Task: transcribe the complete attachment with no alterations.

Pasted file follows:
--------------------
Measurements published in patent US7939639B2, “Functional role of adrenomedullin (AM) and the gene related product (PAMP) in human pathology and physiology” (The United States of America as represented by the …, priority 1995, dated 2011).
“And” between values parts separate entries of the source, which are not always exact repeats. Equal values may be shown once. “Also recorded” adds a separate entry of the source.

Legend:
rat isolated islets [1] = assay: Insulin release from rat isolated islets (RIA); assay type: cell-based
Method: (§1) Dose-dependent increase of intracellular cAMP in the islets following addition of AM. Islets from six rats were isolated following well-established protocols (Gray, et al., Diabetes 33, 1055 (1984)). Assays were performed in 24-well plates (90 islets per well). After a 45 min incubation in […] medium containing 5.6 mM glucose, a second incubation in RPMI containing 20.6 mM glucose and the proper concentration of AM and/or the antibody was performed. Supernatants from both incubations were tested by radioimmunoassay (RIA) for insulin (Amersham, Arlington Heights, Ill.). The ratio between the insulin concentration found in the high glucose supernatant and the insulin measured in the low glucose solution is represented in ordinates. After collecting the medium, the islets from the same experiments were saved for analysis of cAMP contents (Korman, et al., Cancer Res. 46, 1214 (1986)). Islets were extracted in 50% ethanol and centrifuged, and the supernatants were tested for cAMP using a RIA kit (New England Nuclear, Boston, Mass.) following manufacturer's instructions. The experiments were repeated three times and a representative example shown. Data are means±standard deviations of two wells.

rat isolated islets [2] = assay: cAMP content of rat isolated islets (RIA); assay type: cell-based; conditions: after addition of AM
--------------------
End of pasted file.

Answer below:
Measurements published in patent US7939639B2, “Functional role of adrenomedullin (AM) and the gene related product (PAMP) in human pathology and physiology” (The United States of America as represented by the …, priority 1995, dated 2011).
“And” between values parts separate entries of the source, which are not always exact repeats. Equal values may be shown once. “Also recorded” adds a separate entry of the source.

Legend:
rat isolated islets [1] = assay: Insulin release from rat isolated islets (RIA); assay type: cell-based
Method: (§1) Dose-dependent increase of intracellular cAMP in the islets following addition of AM. Islets from six rats were isolated following well-established protocols (Gray, et al., Diabetes 33, 1055 (1984)). Assays were performed in 24-well plates (90 islets per well). After a 45 min incubation in […] medium containing 5.6 mM glucose, a second incubation in RPMI containing 20.6 mM glucose and the proper concentration of AM and/or the antibody was performed. Supernatants from both incubations were tested by radioimmunoassay (RIA) for insulin (Amersham, Arlington Heights, Ill.). The ratio between the insulin concentration found in the high glucose supernatant and the insulin measured in the low glucose solution is represented in ordinates. After collecting the medium, the islets from the same experiments were saved for analysis of cAMP contents (Korman, et al., Cancer Res. 46, 1214 (1986)). Islets were extracted in 50% ethanol and centrifuged, and the supernatants were tested for cAMP using a RIA kit (New England Nuclear, Boston, Mass.) following manufacturer's instructions. The experiments were repeated three times and a representative example shown. Data are means±standard deviations of two wells.

rat isolated islets [2] = assay: cAMP content of rat isolated islets (RIA); assay type: cell-based; conditions: after addition of AM